Saturday, 13 October 2007

Garden critters

As well as snails that have taken over the garden as their new home, we are also housing a bizarre number of Caterpillars. I decided to throw some free nasturtiam seed around the garden earlier on in the year as I thought it would provide a bit of colour, as well as fill a border. So I finely raked a lovely seed bed and lovingly planted the seeds, carefully marking where the row was, etc. When I came to water them the next day I noticed that some kind of creature had decided to play in the flowerbed in the middle of the night, thus scattering the seed far and wide. I was far from impressed and decided that there was little point in trying to restore order, so left it as it was. I then planted several courgette plants in their place and let nature take its course.

I did experience a Jack and the Beanstalk moment in that one day we had courgette plants, the next day we had nasturtiams. EVERYWHERE. They grew before our very eyes and took over the entire garden. My poor tomatoes got attacked, the courgettes and patty pan squashes became strangled and the caterpillers moved in. I have never seen so many caterpillers in my life. There are hundreds, and all of them were laying eggs. Everywhere. Grrrr. I decided in a mad frenzy to hoik the entire lot out of the border about three weeks ago, and a large pile steadily began to mount up in the middle of the lawn. Crawly things were flying everywhere, snails were shielding for safety, and tomatoes began to experience what sunlight felt like again.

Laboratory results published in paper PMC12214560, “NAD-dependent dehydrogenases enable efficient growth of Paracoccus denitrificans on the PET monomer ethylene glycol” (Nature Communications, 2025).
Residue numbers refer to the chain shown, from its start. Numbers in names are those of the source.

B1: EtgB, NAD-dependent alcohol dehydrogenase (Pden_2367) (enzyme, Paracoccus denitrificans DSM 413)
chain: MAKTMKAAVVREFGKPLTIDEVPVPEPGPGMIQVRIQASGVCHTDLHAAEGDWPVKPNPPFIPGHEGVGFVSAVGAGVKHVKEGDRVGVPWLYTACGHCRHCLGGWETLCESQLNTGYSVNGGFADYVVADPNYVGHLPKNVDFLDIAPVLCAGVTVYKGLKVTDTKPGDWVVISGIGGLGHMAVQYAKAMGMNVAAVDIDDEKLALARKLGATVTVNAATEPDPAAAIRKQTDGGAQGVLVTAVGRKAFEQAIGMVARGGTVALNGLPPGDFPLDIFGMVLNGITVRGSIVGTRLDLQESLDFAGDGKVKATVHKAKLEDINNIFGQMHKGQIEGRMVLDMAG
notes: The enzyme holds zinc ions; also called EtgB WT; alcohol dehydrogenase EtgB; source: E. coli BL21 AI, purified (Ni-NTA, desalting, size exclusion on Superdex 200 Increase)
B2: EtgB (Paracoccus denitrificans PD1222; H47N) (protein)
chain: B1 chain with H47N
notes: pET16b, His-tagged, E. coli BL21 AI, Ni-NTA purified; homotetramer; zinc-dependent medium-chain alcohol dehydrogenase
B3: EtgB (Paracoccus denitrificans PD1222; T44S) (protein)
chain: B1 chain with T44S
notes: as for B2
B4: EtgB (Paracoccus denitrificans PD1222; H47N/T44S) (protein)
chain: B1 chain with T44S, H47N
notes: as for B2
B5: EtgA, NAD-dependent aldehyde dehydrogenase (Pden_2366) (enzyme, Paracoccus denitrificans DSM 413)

I thought this would be the end of bugs. Oh no. They came back, this time on the courgette plants. Damn. I was, and am still not impressed. I have never known a summer where our garden has resembled a nature reserve before. We have had toads, mice, birds of all descriptions (they can stay obviously) squirrels dancing along the school roof, tarantulas (ok, small spiders-that are HUGE) snails and caterpillers. I convinced myself that we would have a mass influx of pretty butterflies, so all the holes in garden foliage would be worth it. Until my friend informed me that they are moth-caterpillers. I am not quite sure how she knows this, but have no reason to doubt her. If anyone else has any suggestions as to what they are then do let me know. Not that it matters particularly, I would just be interested. No doubt if they are moths then they will find their way into the house, up the stairs and into my pile of cashmere jumpers anyway....

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